The Conservative Party has called for an end to shaming public sector workers and a new “partnership with the professions” to boost performance levels.
A report, The Wellbeing of the Nation, adds that the amount that the public sector can learn from private businesses has been overstated.
This is a departure from previous Conservative doctrine and is prompted, the report says, by the recognition that: “The new Conservative generation values the public services both for their contribution to economic growth and for their impact on the wellbeing of every individual citizen.”
The study claims that “a private corporation which publicly shamed its employees in the way that government has done in recent years would not long survive” and that public sector workers “have sometimes been made to feel like helpless pawns in a giant system, rather than the focus of the professional endeavours of a team of dedicated people”.
“Improvement in services will only be achieved if the professionals, on whose skill and knowledge the public depend, are themselves motivated by a sense of public trust, and inspired to give of their best through the freedom to exercise their professional skills in an appropriate framework of accountability,” the report says.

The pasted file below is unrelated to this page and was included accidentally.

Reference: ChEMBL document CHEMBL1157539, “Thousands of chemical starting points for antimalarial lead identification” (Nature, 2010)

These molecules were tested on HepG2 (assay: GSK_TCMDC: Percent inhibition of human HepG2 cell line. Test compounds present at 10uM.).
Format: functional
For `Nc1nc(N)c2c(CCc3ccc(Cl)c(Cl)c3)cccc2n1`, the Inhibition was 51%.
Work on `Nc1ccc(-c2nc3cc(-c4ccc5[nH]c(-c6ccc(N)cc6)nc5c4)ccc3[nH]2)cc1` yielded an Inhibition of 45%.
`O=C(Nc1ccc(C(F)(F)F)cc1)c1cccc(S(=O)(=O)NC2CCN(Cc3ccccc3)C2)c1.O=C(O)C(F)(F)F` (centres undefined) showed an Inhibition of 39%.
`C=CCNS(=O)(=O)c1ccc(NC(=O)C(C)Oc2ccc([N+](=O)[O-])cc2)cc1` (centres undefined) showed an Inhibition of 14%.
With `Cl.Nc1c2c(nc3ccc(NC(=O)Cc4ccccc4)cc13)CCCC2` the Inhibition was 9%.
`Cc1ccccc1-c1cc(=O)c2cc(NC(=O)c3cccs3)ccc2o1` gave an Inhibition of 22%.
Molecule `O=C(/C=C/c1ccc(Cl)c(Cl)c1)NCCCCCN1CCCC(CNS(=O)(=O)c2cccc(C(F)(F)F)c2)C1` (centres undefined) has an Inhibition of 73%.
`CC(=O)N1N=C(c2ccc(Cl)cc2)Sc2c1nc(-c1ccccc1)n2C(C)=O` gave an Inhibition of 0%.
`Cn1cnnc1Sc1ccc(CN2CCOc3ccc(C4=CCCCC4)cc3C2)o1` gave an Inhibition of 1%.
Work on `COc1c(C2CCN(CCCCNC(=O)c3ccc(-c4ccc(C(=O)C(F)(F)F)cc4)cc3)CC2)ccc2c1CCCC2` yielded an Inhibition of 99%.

It acknowledges that there has been too much regulation of professions such as medicine and teaching by both Conservative and Labour governments.
“Stronger accountability was seen as something ‘done to’ the professions, rather than being a challenge to which the professions themselves responded”, the report concludes.
It calls for a new partnership based on two things:
Recognition on the part of policy-makers that professional people will be better motivated and will deliver better service if they have more confidence that their professional skills and commitment are respected by their employers
Recognition on the part of the professions that any move to release professional people from the constraints under which they currently work will need to be accompanied by stronger structures within the professions to enforce the principle of professional accountability.
Cabinet secretary Sir Gus O’Donnell has been targeting skills and performance levels in the civil service with initiatives which include departmental capability reviews, a new civil service code and a “leadership qualities framework”.